xi's moments
Home | My China story

Running afoul of the police

By John Boom | chinadaily.com.cn | Updated: 2013-03-28 10:57

Blame it perhaps on me being a "stupid American," content to be blissfully unaware of the outside world around me, or maybe it's my overactive imagination, or perhaps better yet, it is simply a case of me having seen too many Hollywood portrayals of innocent tourists being ruthlessly tossed into foreign gulags and made to talk by a fellow of ill repute, rank of sweat, body bulging with muscles and a conspicuous absence of a neck, regardless, it doesn't matter where you are in the world, it is never a good idea to run afoul of the police. China is no exception. While here, not once, but twice, I have had my heart stopped by such encounters. Am I some lawless reprobate, some vicious renegade? No. I am a university English teacher.

John Boom [Photo provided to chinadaily.com.cn]

My first myocardial episode of ventricular fibrillation, i.e. A blood draining minor heart attack, was some weeks back, about 7 o'clock at night. I am enjoying the serene quietude of my domicile. I think I was doing something mundane like making miniature Huangshans out of my stacks of grades I had yet to complete. However, my time wasting reverie was brutally interrupted by a violent slamming on my door. Curious to see who or what so demanded my presence at such an hour, I cautiously made my way to my portcullis and trepidly peered through yonder peep hole. Perplexed, a pallor permeated my complexion. Rigidly at attention before my front door stood a police captain in full crisp dress blue with my landlady by his side. Come what may, most uncertain of what was going on I threw open my door to ascertain to the best of my ability what on Earth could the matter be? Much to my surprise and palpitating heart’s contentment, the police officer was reporting that he had found my missing USB jump drive. He had been selected for this particular assignment, not because of his exemplar rank, but that he spoke the best English. I thanked him and returned to normal breathing sometime later.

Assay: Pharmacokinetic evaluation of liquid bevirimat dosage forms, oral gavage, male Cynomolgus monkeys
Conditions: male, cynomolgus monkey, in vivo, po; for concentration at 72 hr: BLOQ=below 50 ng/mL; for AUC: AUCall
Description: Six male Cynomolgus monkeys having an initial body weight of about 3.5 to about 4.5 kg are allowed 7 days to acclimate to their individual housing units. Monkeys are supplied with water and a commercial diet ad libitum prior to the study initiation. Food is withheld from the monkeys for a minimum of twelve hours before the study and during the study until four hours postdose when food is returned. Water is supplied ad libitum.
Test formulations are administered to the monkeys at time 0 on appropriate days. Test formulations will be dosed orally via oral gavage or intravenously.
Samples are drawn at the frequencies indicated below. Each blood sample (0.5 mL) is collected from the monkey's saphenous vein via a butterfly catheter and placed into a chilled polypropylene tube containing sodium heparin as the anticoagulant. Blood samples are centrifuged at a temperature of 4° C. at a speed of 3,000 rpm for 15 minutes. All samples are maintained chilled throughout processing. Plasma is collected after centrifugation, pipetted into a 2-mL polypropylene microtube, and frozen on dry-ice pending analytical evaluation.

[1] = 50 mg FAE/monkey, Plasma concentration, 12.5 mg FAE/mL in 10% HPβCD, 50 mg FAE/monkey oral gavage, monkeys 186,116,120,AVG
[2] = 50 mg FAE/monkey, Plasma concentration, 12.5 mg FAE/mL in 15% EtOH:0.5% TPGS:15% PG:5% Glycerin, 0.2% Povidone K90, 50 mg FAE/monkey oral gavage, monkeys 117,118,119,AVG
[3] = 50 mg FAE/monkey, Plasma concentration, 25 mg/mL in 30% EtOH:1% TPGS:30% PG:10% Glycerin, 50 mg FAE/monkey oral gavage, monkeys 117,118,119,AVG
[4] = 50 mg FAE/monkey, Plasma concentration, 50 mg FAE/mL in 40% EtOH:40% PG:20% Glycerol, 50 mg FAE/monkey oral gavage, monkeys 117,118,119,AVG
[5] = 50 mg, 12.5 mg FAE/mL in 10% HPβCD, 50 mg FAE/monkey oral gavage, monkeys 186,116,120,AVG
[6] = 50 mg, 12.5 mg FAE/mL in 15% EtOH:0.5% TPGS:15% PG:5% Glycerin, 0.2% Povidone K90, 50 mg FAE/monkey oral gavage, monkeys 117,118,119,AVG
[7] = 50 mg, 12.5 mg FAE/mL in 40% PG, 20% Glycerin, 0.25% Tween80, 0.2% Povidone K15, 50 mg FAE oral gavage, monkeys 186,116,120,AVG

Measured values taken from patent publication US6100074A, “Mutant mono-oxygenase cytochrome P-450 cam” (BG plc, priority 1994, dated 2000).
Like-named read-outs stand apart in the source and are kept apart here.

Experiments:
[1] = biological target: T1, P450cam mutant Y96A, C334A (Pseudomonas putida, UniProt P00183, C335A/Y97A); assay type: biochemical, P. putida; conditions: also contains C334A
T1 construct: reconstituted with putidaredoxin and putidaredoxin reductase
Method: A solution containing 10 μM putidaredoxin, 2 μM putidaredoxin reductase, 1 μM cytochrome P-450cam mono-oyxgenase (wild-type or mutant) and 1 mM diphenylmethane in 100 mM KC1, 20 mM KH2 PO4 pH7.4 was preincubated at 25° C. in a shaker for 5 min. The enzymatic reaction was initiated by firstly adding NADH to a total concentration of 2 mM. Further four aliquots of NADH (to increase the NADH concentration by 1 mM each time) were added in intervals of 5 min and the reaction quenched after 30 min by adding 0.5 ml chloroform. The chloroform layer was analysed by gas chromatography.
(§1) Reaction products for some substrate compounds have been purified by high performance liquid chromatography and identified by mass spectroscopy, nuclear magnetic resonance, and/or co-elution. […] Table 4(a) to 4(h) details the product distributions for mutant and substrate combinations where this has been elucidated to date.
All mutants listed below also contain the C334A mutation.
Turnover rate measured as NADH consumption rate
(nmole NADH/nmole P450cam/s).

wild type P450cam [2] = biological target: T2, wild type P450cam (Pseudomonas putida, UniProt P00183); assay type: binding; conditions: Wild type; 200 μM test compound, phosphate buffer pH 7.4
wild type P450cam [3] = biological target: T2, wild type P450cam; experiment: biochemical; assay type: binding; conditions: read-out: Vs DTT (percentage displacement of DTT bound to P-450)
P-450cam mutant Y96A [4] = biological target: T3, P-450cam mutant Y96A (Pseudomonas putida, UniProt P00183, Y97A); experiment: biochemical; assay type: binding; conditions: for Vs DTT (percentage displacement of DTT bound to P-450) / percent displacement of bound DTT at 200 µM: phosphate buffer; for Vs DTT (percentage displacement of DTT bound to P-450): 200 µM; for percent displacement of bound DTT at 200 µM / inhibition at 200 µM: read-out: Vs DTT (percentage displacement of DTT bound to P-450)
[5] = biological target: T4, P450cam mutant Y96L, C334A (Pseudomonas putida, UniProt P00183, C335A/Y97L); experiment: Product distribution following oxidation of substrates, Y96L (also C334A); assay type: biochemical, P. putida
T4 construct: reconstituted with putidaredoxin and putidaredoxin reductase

This was my first run in with the law, my second was equally panic inducing. I was returning home from an intense game of ping-pong. What I mean by intense, is that I was leaping, running, and diving for every ball always a fraction of a second late while my opponent calmly proceeded to barrage me with stinging swarms of oddly spinning projectiles. Invigorated after the intense match I was walking back to my door when I saw a police car with full lights and sirens blazing. At first, I didn’t think much of it assuming that they were just out on their nightly patrol. It wasn’t until the vehicle stopped exactly where I stood and two guards stepped smartly out and officiously and expeditiously trode directly toward me. My autonomic nervous system kicked in and immediately turned on the fright section of my fright or flight response. I was petrified. I have a much better understanding of what an ungulate goes through in the presence of oncoming traffic. All I could do was stand there, firmly affixed in place, my eyes wide like proverbial saucers. My brain running like a frantic hamster, firing like lightning reviewing everything I had ever done since entering China. I could think of nothing that would merit a pair of policemen to come bounding toward me on a late Tuesday evening. The only advice my inner voice could think to offer was "Whatever you do don't run! You didn't do anything. Don't run." Seeing two Chinese police officers sprinting in your general direction when you are the only one around is a terrifying, nerve wracking experience that makes you want to change your shorts. The entire time my heart was quivering rather than beating, it was like a puppy hiding under the rug waiting for the storm to pass. When finally the police arrived they took their no parking sign and left.

The author is an American, and he teaches English at Anhui University.


Global Edition
Copyright 1995 - . All rights reserved. The content (including but not limited to text, photo, multimedia information, etc) published in this site belongs to China Daily Information Co (CDIC). Without written authorization from CDIC, such content shall not be republished or used in any form. Note: Browsers with 1024*768 or higher resolution are suggested for this site.
License for publishing multimedia online 0108263

Registration Number: 130349